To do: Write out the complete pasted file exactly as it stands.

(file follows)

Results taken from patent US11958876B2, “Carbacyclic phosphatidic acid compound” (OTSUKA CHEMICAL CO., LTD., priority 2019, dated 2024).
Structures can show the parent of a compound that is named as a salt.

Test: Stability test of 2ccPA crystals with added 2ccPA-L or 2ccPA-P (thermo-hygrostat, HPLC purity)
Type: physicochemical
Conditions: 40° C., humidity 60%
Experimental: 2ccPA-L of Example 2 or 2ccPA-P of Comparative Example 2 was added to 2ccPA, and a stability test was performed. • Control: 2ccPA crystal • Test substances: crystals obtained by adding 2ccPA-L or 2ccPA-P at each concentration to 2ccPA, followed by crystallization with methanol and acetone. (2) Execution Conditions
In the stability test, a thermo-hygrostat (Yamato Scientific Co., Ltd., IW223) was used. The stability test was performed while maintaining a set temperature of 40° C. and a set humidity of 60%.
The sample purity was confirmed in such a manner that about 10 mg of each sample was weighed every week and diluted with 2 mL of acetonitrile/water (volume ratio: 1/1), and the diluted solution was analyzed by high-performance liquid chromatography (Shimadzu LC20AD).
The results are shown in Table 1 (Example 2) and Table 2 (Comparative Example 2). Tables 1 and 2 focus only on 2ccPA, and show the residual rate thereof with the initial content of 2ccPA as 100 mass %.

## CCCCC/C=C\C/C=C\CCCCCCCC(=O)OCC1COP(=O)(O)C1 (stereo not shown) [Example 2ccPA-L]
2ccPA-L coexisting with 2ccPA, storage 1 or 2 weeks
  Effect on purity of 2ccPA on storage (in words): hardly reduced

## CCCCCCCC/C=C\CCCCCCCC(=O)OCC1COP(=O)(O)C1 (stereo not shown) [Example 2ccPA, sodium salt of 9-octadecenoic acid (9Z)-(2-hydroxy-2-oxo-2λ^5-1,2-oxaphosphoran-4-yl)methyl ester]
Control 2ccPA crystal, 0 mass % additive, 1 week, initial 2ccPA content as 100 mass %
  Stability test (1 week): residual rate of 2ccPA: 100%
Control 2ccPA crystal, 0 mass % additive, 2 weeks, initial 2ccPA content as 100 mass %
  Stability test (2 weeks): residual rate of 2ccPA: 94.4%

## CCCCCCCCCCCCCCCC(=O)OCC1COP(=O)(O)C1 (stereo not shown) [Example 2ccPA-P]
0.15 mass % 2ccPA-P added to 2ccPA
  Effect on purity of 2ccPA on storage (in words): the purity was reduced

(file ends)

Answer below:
Results taken from patent US11958876B2, “Carbacyclic phosphatidic acid compound” (OTSUKA CHEMICAL CO., LTD., priority 2019, dated 2024).
Structures can show the parent of a compound that is named as a salt.

Test: Stability test of 2ccPA crystals with added 2ccPA-L or 2ccPA-P (thermo-hygrostat, HPLC purity)
Type: physicochemical
Conditions: 40° C., humidity 60%
Experimental: 2ccPA-L of Example 2 or 2ccPA-P of Comparative Example 2 was added to 2ccPA, and a stability test was performed. • Control: 2ccPA crystal • Test substances: crystals obtained by adding 2ccPA-L or 2ccPA-P at each concentration to 2ccPA, followed by crystallization with methanol and acetone. (2) Execution Conditions
In the stability test, a thermo-hygrostat (Yamato Scientific Co., Ltd., IW223) was used. The stability test was performed while maintaining a set temperature of 40° C. and a set humidity of 60%.
The sample purity was confirmed in such a manner that about 10 mg of each sample was weighed every week and diluted with 2 mL of acetonitrile/water (volume ratio: 1/1), and the diluted solution was analyzed by high-performance liquid chromatography (Shimadzu LC20AD).
The results are shown in Table 1 (Example 2) and Table 2 (Comparative Example 2). Tables 1 and 2 focus only on 2ccPA, and show the residual rate thereof with the initial content of 2ccPA as 100 mass %.

## CCCCC/C=C\C/C=C\CCCCCCCC(=O)OCC1COP(=O)(O)C1 (stereo not shown) [Example 2ccPA-L]
2ccPA-L coexisting with 2ccPA, storage 1 or 2 weeks
  Effect on purity of 2ccPA on storage (in words): hardly reduced

## CCCCCCCC/C=C\CCCCCCCC(=O)OCC1COP(=O)(O)C1 (stereo not shown) [Example 2ccPA, sodium salt of 9-octadecenoic acid (9Z)-(2-hydroxy-2-oxo-2λ^5-1,2-oxaphosphoran-4-yl)methyl ester]
Control 2ccPA crystal, 0 mass % additive, 1 week, initial 2ccPA content as 100 mass %
  Stability test (1 week): residual rate of 2ccPA: 100%
Control 2ccPA crystal, 0 mass % additive, 2 weeks, initial 2ccPA content as 100 mass %
  Stability test (2 weeks): residual rate of 2ccPA: 94.4%

## CCCCCCCCCCCCCCCC(=O)OCC1COP(=O)(O)C1 (stereo not shown) [Example 2ccPA-P]
0.15 mass % 2ccPA-P added to 2ccPA
  Effect on purity of 2ccPA on storage (in words): the purity was reduced